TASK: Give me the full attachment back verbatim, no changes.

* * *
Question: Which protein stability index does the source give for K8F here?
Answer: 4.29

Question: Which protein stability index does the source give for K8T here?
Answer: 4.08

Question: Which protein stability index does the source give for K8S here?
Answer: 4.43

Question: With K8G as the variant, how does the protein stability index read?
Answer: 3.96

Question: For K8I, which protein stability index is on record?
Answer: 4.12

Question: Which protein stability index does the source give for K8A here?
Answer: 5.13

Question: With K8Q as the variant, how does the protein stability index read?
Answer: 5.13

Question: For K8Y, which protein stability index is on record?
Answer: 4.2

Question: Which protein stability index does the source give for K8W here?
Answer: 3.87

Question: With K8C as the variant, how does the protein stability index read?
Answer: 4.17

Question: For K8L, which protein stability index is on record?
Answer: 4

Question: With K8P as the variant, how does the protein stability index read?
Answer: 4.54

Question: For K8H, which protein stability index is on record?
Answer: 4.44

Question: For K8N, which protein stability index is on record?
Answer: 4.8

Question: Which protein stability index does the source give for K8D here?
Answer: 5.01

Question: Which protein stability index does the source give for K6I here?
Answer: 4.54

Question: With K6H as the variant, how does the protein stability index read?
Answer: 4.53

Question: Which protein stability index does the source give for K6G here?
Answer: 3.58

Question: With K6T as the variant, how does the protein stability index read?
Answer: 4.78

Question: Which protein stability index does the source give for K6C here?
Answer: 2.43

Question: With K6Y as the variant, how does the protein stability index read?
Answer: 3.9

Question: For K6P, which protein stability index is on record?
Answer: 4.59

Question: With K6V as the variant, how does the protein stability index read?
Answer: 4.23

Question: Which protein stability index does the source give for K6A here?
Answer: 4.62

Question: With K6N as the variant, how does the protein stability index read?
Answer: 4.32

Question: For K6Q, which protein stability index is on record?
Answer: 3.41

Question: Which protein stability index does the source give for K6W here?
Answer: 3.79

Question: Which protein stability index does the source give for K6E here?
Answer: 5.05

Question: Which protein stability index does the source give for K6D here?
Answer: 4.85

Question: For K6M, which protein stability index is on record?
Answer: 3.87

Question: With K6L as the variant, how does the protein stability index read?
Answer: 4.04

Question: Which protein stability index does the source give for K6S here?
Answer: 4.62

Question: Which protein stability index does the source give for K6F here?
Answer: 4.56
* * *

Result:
Question: Which protein stability index does the source give for K8F here?
Answer: 4.29

Question: Which protein stability index does the source give for K8T here?
Answer: 4.08

Question: Which protein stability index does the source give for K8S here?
Answer: 4.43

Question: With K8G as the variant, how does the protein stability index read?
Answer: 3.96

Question: For K8I, which protein stability index is on record?
Answer: 4.12

Question: Which protein stability index does the source give for K8A here?
Answer: 5.13

Question: With K8Q as the variant, how does the protein stability index read?
Answer: 5.13

Question: For K8Y, which protein stability index is on record?
Answer: 4.2

Question: Which protein stability index does the source give for K8W here?
Answer: 3.87

Question: With K8C as the variant, how does the protein stability index read?
Answer: 4.17

Question: For K8L, which protein stability index is on record?
Answer: 4

Question: With K8P as the variant, how does the protein stability index read?
Answer: 4.54

Question: For K8H, which protein stability index is on record?
Answer: 4.44

Question: For K8N, which protein stability index is on record?
Answer: 4.8

Question: Which protein stability index does the source give for K8D here?
Answer: 5.01

Question: Which protein stability index does the source give for K6I here?
Answer: 4.54

Question: With K6H as the variant, how does the protein stability index read?
Answer: 4.53

Question: Which protein stability index does the source give for K6G here?
Answer: 3.58

Question: With K6T as the variant, how does the protein stability index read?
Answer: 4.78

Question: Which protein stability index does the source give for K6C here?
Answer: 2.43

Question: With K6Y as the variant, how does the protein stability index read?
Answer: 3.9

Question: For K6P, which protein stability index is on record?
Answer: 4.59

Question: With K6V as the variant, how does the protein stability index read?
Answer: 4.23

Question: Which protein stability index does the source give for K6A here?
Answer: 4.62

Question: With K6N as the variant, how does the protein stability index read?
Answer: 4.32

Question: For K6Q, which protein stability index is on record?
Answer: 3.41

Question: Which protein stability index does the source give for K6W here?
Answer: 3.79

Question: Which protein stability index does the source give for K6E here?
Answer: 5.05

Question: Which protein stability index does the source give for K6D here?
Answer: 4.85

Question: For K6M, which protein stability index is on record?
Answer: 3.87

Question: With K6L as the variant, how does the protein stability index read?
Answer: 4.04

Question: Which protein stability index does the source give for K6S here?
Answer: 4.62

Question: Which protein stability index does the source give for K6F here?
Answer: 4.56